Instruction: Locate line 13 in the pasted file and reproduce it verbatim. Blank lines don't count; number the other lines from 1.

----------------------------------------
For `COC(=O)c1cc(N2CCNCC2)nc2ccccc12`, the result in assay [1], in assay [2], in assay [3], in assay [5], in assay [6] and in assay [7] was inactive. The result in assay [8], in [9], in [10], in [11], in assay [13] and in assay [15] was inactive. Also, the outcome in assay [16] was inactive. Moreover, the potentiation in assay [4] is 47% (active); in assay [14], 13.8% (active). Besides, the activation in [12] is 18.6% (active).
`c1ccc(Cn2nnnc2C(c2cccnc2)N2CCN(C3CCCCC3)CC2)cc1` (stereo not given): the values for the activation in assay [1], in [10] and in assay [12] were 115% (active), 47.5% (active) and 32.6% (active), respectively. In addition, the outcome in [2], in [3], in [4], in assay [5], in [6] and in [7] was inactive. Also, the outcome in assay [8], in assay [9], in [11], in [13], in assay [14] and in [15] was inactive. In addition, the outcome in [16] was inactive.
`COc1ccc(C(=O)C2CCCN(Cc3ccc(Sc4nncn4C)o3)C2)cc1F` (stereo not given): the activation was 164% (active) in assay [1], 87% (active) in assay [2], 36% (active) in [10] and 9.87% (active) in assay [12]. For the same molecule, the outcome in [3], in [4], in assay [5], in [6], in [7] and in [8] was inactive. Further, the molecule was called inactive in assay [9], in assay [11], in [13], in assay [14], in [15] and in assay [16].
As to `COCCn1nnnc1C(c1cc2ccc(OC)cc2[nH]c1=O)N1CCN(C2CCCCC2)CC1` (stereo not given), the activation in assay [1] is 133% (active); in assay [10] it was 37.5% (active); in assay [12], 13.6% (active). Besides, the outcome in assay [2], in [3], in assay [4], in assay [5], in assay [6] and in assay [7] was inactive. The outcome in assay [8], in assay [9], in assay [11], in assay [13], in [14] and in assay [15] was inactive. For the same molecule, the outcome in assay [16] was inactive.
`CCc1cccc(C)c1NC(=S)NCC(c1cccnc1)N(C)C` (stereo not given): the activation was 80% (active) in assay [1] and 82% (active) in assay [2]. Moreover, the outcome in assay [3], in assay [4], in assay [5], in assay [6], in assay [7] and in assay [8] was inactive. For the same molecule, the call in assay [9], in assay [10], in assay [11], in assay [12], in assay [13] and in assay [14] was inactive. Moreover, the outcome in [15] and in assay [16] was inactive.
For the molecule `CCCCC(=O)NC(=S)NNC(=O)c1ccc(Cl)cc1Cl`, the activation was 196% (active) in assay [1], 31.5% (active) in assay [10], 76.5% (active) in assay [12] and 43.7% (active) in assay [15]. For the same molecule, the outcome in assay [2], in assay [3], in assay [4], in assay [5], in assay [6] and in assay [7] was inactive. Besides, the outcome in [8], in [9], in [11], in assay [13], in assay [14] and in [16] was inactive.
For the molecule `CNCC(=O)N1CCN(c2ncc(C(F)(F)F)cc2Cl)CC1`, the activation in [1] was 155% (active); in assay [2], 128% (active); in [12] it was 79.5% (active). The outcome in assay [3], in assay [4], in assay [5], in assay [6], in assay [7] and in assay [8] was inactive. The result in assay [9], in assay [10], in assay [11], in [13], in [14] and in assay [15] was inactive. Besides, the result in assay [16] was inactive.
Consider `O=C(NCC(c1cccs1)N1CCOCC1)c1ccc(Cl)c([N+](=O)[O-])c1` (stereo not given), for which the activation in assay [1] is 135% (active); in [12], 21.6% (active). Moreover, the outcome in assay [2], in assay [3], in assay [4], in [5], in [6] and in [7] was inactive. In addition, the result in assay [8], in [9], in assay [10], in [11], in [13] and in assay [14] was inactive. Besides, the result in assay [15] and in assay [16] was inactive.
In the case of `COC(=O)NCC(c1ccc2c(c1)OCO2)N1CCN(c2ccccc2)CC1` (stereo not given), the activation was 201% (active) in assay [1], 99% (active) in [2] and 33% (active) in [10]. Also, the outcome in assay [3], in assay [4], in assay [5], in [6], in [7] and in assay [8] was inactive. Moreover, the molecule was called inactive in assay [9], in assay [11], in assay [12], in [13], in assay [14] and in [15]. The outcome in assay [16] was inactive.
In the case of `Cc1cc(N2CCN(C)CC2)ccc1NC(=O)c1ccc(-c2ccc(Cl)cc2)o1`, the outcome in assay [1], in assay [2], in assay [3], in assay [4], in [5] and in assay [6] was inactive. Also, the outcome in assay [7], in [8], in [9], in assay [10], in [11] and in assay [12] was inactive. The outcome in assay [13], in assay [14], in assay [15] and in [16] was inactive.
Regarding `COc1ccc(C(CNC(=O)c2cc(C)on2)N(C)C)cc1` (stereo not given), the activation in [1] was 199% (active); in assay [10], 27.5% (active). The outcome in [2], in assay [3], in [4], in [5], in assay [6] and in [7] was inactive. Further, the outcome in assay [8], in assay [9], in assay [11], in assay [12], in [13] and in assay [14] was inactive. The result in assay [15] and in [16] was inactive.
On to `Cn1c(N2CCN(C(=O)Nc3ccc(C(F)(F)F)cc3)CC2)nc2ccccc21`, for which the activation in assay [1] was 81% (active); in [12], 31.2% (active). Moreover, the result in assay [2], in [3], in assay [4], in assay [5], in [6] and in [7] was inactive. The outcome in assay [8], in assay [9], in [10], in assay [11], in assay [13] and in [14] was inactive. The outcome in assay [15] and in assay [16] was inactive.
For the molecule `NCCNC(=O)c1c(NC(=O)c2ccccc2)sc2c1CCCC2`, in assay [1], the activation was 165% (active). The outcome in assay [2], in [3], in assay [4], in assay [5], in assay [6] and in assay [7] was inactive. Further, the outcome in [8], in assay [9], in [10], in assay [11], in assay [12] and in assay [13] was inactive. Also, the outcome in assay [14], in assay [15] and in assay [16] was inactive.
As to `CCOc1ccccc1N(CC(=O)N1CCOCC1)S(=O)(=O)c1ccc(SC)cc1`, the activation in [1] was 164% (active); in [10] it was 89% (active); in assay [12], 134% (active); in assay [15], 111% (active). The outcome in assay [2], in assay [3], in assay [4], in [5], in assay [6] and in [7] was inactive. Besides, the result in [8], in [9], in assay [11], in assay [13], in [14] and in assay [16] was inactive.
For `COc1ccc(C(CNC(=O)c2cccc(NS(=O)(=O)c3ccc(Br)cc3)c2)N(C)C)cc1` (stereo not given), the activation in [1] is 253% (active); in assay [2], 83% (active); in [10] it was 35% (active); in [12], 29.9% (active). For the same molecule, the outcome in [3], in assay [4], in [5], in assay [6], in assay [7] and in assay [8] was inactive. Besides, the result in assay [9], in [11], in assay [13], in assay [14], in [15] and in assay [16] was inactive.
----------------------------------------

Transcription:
For the molecule `NCCNC(=O)c1c(NC(=O)c2ccccc2)sc2c1CCCC2`, in assay [1], the activation was 165% (active). The outcome in assay [2], in [3], in assay [4], in assay [5], in assay [6] and in assay [7] was inactive. Further, the outcome in [8], in assay [9], in [10], in assay [11], in assay [12] and in assay [13] was inactive. Also, the outcome in assay [14], in assay [15] and in assay [16] was inactive.